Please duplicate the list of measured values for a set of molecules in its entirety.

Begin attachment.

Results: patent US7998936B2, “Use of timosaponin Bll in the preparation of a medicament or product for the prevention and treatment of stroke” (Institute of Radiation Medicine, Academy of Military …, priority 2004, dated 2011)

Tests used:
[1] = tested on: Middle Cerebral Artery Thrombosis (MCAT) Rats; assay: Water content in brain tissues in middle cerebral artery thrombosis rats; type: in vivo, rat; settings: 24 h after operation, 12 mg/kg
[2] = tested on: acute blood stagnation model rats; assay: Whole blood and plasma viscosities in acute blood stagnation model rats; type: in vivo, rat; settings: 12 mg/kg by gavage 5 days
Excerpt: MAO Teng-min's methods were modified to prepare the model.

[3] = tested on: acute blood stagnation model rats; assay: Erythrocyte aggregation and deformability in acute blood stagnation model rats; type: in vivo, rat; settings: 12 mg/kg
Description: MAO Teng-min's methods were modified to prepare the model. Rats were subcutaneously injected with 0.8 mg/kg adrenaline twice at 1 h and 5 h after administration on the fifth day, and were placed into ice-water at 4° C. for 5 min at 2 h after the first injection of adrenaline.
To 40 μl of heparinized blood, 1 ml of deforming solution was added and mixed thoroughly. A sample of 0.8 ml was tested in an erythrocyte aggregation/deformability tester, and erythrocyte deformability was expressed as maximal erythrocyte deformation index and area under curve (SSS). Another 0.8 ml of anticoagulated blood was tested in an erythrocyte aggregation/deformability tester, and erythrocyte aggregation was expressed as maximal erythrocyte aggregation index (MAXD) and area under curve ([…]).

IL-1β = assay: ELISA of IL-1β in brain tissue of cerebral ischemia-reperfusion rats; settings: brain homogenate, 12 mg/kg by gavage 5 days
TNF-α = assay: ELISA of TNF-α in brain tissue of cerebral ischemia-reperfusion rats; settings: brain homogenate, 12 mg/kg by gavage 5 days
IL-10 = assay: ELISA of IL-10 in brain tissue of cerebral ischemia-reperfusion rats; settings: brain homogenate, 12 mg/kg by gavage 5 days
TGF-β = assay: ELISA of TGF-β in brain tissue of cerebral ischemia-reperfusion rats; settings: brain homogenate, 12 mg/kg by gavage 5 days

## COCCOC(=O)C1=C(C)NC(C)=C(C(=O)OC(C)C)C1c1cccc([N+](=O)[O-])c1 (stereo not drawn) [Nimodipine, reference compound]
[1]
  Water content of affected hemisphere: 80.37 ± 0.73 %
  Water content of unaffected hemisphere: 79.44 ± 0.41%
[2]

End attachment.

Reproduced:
Results: patent US7998936B2, “Use of timosaponin Bll in the preparation of a medicament or product for the prevention and treatment of stroke” (Institute of Radiation Medicine, Academy of Military …, priority 2004, dated 2011)

Tests used:
[1] = tested on: Middle Cerebral Artery Thrombosis (MCAT) Rats; assay: Water content in brain tissues in middle cerebral artery thrombosis rats; type: in vivo, rat; settings: 24 h after operation, 12 mg/kg
[2] = tested on: acute blood stagnation model rats; assay: Whole blood and plasma viscosities in acute blood stagnation model rats; type: in vivo, rat; settings: 12 mg/kg by gavage 5 days
Excerpt: MAO Teng-min's methods were modified to prepare the model.

[3] = tested on: acute blood stagnation model rats; assay: Erythrocyte aggregation and deformability in acute blood stagnation model rats; type: in vivo, rat; settings: 12 mg/kg
Description: MAO Teng-min's methods were modified to prepare the model. Rats were subcutaneously injected with 0.8 mg/kg adrenaline twice at 1 h and 5 h after administration on the fifth day, and were placed into ice-water at 4° C. for 5 min at 2 h after the first injection of adrenaline.
To 40 μl of heparinized blood, 1 ml of deforming solution was added and mixed thoroughly. A sample of 0.8 ml was tested in an erythrocyte aggregation/deformability tester, and erythrocyte deformability was expressed as maximal erythrocyte deformation index and area under curve (SSS). Another 0.8 ml of anticoagulated blood was tested in an erythrocyte aggregation/deformability tester, and erythrocyte aggregation was expressed as maximal erythrocyte aggregation index (MAXD) and area under curve ([…]).

IL-1β = assay: ELISA of IL-1β in brain tissue of cerebral ischemia-reperfusion rats; settings: brain homogenate, 12 mg/kg by gavage 5 days
TNF-α = assay: ELISA of TNF-α in brain tissue of cerebral ischemia-reperfusion rats; settings: brain homogenate, 12 mg/kg by gavage 5 days
IL-10 = assay: ELISA of IL-10 in brain tissue of cerebral ischemia-reperfusion rats; settings: brain homogenate, 12 mg/kg by gavage 5 days
TGF-β = assay: ELISA of TGF-β in brain tissue of cerebral ischemia-reperfusion rats; settings: brain homogenate, 12 mg/kg by gavage 5 days

## COCCOC(=O)C1=C(C)NC(C)=C(C(=O)OC(C)C)C1c1cccc([N+](=O)[O-])c1 (stereo not drawn) [Nimodipine, reference compound]
[1]
  Water content of affected hemisphere: 80.37 ± 0.73 %
  Water content of unaffected hemisphere: 79.44 ± 0.41%
[2]